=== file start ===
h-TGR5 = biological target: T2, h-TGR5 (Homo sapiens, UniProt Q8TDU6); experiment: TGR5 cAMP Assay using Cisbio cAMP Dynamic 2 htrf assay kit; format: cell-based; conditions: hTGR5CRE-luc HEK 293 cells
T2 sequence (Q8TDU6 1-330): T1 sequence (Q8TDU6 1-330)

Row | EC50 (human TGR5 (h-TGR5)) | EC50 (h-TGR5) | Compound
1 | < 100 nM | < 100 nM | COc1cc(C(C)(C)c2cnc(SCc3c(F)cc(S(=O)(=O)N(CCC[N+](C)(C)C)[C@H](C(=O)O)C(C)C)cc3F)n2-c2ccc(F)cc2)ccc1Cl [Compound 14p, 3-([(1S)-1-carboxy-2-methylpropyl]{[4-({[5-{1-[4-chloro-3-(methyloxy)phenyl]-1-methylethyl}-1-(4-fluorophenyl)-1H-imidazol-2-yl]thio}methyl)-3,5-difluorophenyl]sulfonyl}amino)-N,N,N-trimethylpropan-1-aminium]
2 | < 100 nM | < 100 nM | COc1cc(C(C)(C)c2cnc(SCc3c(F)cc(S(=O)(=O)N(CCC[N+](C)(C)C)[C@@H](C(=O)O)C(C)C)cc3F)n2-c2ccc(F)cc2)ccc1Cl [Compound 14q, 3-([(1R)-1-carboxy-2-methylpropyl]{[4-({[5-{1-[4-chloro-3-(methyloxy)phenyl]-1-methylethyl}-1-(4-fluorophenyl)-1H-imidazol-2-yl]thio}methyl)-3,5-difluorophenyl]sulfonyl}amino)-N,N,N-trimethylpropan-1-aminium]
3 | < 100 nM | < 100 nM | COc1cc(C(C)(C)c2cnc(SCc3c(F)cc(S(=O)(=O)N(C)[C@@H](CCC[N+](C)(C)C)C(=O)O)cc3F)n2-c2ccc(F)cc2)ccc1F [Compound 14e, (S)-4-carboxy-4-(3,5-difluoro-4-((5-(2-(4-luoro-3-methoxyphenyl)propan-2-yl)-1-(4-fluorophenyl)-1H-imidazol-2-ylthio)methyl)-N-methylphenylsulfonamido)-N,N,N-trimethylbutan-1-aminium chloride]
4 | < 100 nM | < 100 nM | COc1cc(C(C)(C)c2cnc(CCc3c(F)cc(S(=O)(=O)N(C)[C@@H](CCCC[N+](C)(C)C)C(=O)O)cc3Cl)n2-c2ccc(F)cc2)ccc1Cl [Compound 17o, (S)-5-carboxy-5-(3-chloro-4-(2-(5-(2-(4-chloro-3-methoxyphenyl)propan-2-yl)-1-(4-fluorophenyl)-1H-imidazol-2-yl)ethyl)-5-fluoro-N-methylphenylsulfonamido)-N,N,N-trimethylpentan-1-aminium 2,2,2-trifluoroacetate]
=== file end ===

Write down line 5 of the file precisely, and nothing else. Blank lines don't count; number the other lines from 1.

2 | < 100 nM | < 100 nM | COc1cc(C(C)(C)c2cnc(SCc3c(F)cc(S(=O)(=O)N(CCC[N+](C)(C)C)[C@@H](C(=O)O)C(C)C)cc3F)n2-c2ccc(F)cc2)ccc1Cl [Compound 14q, 3-([(1R)-1-carboxy-2-methylpropyl]{[4-({[5-{1-[4-chloro-3-(methyloxy)phenyl]-1-methylethyl}-1-(4-fluorophenyl)-1H-imidazol-2-yl]thio}methyl)-3,5-difluorophenyl]sulfonyl}amino)-N,N,N-trimethylpropan-1-aminium]